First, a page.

The Berkshire Museum received court approval Thursday for an agreement that would allow it to sell up to 40 artworks in an effort to shore up its finances and refurbish the building as part of a broader shift in mission toward science and history.
The judgment, handed down by the Massachusetts Supreme Judicial Court, allows the Pittsfield museum to sell many of its most important artworks, including Norman Rockwell’s “Shuffleton’s Barbershop,” which is being sold to an unnamed museum. The decision stipulates that the buyer will loan “Barbershop” to the Norman Rockwell Museum in nearby Stockbridge for up to two years and will explore opportunities to exhibit the painting at other Massachusetts museums.
The decision also clears the way for the museum to begin selling the other 39 works in three sequential installments through Sotheby’s auction house. Under designated conditions, it may continue to sell the works until proceeds from the combined sales reach $55 million.
“This is great news for the people of Berkshire County and everyone who visits the Berkshire Museum for one-of-a-kind experiences in history, art, and science,” Elizabeth McGraw, chair of the museum board of trustees, said in a prepared statement. “We recognize this decision may not please those who have opposed the museum’s plans. Still, we hope people will be able to move forward in a constructive way to help us secure and strengthen the future of this museum, at a time when our community needs it more than ever.”
The museum’s controversial effort to sell a large portion of its collection has drawn fierce criticism from community members and many in the museum world, where it is widely considered unethical to sell portions of a collection to help meet the bottom line. The plan spurred unsuccessful legal challenges, including one by a group that included Rockwell’s heirs.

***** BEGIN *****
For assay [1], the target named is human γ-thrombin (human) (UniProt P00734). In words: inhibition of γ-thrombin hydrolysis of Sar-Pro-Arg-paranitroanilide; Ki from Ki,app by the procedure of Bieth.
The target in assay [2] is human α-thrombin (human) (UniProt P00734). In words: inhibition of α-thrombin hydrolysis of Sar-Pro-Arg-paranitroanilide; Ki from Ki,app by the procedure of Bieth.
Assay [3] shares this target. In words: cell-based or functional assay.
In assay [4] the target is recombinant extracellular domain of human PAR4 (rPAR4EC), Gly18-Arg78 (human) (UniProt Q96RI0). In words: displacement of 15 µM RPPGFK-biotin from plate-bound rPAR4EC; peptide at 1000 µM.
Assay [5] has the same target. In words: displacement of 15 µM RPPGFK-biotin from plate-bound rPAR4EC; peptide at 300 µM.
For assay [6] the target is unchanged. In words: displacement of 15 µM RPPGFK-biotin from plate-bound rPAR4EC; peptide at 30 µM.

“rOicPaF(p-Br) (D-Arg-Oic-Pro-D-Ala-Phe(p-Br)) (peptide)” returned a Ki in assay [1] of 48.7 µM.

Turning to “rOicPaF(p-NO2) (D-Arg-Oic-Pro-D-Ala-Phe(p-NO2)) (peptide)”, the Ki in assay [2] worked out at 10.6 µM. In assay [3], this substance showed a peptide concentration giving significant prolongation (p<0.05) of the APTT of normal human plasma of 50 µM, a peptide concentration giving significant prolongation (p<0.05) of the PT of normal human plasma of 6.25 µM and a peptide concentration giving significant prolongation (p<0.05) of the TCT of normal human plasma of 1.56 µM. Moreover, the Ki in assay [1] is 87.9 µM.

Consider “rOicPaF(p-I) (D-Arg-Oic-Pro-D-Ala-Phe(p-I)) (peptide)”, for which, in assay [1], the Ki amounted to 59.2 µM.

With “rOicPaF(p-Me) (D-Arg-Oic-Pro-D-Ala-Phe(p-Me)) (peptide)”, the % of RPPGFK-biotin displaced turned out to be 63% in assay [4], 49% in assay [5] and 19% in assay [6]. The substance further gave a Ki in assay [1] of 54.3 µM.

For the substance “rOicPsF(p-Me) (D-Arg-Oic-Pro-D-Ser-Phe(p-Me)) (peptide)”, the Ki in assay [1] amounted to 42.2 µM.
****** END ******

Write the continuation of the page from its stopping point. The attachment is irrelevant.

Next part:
“While we are disappointed with the Court’s decision, we believe that our clients raised important questions concerning the Museum’s decision to sell the art which are not only important to the citizens of Berkshire County but also to the art world in general,” said attorney Michael Keating, who represented some of the plaintiffs. “Our clients hope that the Museum has a successful future, considering the enormous cost the Museum and the citizens of Berkshire County will incur by the sale of its art collection.”
The plan was also opposed by both the American Alliance of Museums and the Association of Art Museum Directors. In a statement Thursday, the AAMD said that while the court’s decision to approve the sale may address outstanding legal questions, “ [i]t does not resolve the violations of ethical and professional standards that will occur when the Museum’s plans are implemented.”
“When museums violate the trust of their donors and the public, they diminish the opportunity and responsibility to make great works of art available to the public; this hurts the individual institution and affects the museum field as a whole,” the AAMD said in the statement. “[I]f the Berkshire Museum proceeds with its current plan . . . AAMD will have no choice but to consider taking further action in accordance with its policy, which may include censure and/or sanctions.”
Anita Walker, executive director of the Mass Cultural Council, also expressed displeasure with the ruling. “We are disappointed in the outcome of this long and difficult ordeal. It represents a significant loss of cultural heritage to the people of Berkshire County and to the entire Commonwealth,” Walker said. “While the actions of this museum are contrary to all nationally accepted museum standards and practices, they in no way represent the professionalism and stewardship practiced by museums across Massachusetts. In this we take heart.”
Although Massachusetts Attorney General Maura Healey’s office initially opposed the plan, state attorneys brokered this modified version of the sale after a monthslong review of the case.
“We are pleased that today’s decision will help to ensure that the Berkshire Museum can continue to fulfill its broad mission for Pittsfield, Berkshire County, and the general public, preserves Shuffleton’s Barbershop for public view, and reaffirms the Attorney General’s role in protecting charitable missions and restrictions,” Emily Snyder, a spokeswoman for Healey’s office, said in a statement. “It is critical that charities are transparent and accountable to the public — and ultimately, to the courts.”
Malcolm Gay can be reached at firstname.lastname@example.org. Follow him on Twitter at @malcolmgay.